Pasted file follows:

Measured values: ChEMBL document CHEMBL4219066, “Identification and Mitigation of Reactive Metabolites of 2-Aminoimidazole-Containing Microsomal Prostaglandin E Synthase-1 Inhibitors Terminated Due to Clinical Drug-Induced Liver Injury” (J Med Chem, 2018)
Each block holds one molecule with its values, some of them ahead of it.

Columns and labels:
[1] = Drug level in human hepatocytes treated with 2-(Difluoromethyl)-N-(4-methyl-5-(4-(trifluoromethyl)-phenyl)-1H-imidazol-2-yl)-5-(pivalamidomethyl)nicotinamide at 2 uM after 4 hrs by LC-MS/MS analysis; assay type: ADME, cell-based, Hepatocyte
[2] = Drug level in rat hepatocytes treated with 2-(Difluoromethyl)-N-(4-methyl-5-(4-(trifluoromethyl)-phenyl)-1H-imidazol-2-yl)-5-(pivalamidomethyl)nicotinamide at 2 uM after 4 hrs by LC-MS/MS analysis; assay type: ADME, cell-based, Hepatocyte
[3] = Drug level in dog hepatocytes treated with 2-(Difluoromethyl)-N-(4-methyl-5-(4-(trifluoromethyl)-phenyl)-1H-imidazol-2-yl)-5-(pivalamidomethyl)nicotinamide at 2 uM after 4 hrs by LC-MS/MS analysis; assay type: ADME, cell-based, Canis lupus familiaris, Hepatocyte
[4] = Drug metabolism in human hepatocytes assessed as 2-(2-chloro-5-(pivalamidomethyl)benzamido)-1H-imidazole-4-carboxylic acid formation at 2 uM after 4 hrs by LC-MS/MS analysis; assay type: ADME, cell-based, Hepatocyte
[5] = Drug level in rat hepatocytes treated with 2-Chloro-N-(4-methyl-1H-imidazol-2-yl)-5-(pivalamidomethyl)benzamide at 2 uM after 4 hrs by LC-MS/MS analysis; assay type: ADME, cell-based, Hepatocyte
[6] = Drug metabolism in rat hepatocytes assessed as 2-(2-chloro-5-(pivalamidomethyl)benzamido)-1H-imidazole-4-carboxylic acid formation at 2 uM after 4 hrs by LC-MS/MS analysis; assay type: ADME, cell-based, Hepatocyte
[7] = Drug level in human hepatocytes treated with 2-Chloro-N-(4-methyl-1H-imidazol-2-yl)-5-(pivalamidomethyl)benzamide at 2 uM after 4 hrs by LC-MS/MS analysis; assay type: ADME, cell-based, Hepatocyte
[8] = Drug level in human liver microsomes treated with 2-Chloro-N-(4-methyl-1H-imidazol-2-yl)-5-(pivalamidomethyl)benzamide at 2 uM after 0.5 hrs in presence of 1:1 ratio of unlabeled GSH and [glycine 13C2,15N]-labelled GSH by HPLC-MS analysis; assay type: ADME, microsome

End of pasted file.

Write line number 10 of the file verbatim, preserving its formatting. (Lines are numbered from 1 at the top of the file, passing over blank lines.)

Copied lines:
[7] = Drug level in human hepatocytes treated with 2-Chloro-N-(4-methyl-1H-imidazol-2-yl)-5-(pivalamidomethyl)benzamide at 2 uM after 4 hrs by LC-MS/MS analysis; assay type: ADME, cell-based, Hepatocyte